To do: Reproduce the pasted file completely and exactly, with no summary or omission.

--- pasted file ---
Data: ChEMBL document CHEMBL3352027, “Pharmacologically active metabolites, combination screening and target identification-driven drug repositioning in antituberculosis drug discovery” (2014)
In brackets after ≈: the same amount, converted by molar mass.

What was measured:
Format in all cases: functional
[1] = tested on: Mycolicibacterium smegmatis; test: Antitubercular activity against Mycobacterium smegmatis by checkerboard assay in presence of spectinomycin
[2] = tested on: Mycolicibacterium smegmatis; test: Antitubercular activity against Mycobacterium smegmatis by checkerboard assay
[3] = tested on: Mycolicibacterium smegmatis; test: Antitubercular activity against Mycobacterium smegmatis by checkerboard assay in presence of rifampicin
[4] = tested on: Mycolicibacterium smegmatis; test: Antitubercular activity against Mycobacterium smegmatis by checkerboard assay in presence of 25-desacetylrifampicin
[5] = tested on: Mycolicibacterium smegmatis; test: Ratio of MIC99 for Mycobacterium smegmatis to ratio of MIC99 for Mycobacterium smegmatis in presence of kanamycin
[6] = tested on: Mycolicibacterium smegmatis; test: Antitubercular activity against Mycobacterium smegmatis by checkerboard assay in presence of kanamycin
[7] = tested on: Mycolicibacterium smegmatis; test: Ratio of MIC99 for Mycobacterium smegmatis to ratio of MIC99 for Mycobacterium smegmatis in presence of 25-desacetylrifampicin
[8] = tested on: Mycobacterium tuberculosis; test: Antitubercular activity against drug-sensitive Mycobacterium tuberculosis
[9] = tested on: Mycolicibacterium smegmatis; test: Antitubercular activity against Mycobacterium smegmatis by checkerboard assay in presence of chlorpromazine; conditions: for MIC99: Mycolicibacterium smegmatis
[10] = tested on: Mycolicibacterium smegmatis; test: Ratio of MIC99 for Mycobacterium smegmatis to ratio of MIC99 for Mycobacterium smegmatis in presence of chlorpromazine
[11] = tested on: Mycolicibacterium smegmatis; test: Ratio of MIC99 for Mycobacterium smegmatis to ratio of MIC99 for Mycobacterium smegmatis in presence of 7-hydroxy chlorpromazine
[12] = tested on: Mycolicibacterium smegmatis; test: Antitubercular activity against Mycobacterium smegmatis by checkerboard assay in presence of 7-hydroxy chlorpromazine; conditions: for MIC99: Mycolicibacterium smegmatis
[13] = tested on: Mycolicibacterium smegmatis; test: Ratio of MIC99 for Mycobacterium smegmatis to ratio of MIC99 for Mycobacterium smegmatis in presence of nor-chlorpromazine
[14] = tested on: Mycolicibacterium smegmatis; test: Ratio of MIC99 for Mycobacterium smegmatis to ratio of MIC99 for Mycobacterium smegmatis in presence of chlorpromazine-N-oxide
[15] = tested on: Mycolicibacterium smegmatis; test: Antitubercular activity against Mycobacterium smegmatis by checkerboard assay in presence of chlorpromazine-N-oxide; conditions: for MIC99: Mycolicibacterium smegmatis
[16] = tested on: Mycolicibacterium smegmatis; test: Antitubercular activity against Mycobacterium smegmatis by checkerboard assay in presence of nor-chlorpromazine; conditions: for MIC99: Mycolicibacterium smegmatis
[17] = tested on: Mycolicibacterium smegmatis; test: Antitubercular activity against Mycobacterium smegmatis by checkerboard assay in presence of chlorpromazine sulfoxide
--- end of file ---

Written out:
Data: ChEMBL document CHEMBL3352027, “Pharmacologically active metabolites, combination screening and target identification-driven drug repositioning in antituberculosis drug discovery” (2014)
In brackets after ≈: the same amount, converted by molar mass.

What was measured:
Format in all cases: functional
[1] = tested on: Mycolicibacterium smegmatis; test: Antitubercular activity against Mycobacterium smegmatis by checkerboard assay in presence of spectinomycin
[2] = tested on: Mycolicibacterium smegmatis; test: Antitubercular activity against Mycobacterium smegmatis by checkerboard assay
[3] = tested on: Mycolicibacterium smegmatis; test: Antitubercular activity against Mycobacterium smegmatis by checkerboard assay in presence of rifampicin
[4] = tested on: Mycolicibacterium smegmatis; test: Antitubercular activity against Mycobacterium smegmatis by checkerboard assay in presence of 25-desacetylrifampicin
[5] = tested on: Mycolicibacterium smegmatis; test: Ratio of MIC99 for Mycobacterium smegmatis to ratio of MIC99 for Mycobacterium smegmatis in presence of kanamycin
[6] = tested on: Mycolicibacterium smegmatis; test: Antitubercular activity against Mycobacterium smegmatis by checkerboard assay in presence of kanamycin
[7] = tested on: Mycolicibacterium smegmatis; test: Ratio of MIC99 for Mycobacterium smegmatis to ratio of MIC99 for Mycobacterium smegmatis in presence of 25-desacetylrifampicin
[8] = tested on: Mycobacterium tuberculosis; test: Antitubercular activity against drug-sensitive Mycobacterium tuberculosis
[9] = tested on: Mycolicibacterium smegmatis; test: Antitubercular activity against Mycobacterium smegmatis by checkerboard assay in presence of chlorpromazine; conditions: for MIC99: Mycolicibacterium smegmatis
[10] = tested on: Mycolicibacterium smegmatis; test: Ratio of MIC99 for Mycobacterium smegmatis to ratio of MIC99 for Mycobacterium smegmatis in presence of chlorpromazine
[11] = tested on: Mycolicibacterium smegmatis; test: Ratio of MIC99 for Mycobacterium smegmatis to ratio of MIC99 for Mycobacterium smegmatis in presence of 7-hydroxy chlorpromazine
[12] = tested on: Mycolicibacterium smegmatis; test: Antitubercular activity against Mycobacterium smegmatis by checkerboard assay in presence of 7-hydroxy chlorpromazine; conditions: for MIC99: Mycolicibacterium smegmatis
[13] = tested on: Mycolicibacterium smegmatis; test: Ratio of MIC99 for Mycobacterium smegmatis to ratio of MIC99 for Mycobacterium smegmatis in presence of nor-chlorpromazine
[14] = tested on: Mycolicibacterium smegmatis; test: Ratio of MIC99 for Mycobacterium smegmatis to ratio of MIC99 for Mycobacterium smegmatis in presence of chlorpromazine-N-oxide
[15] = tested on: Mycolicibacterium smegmatis; test: Antitubercular activity against Mycobacterium smegmatis by checkerboard assay in presence of chlorpromazine-N-oxide; conditions: for MIC99: Mycolicibacterium smegmatis
[16] = tested on: Mycolicibacterium smegmatis; test: Antitubercular activity against Mycobacterium smegmatis by checkerboard assay in presence of nor-chlorpromazine; conditions: for MIC99: Mycolicibacterium smegmatis
[17] = tested on: Mycolicibacterium smegmatis; test: Antitubercular activity against Mycobacterium smegmatis by checkerboard assay in presence of chlorpromazine sulfoxide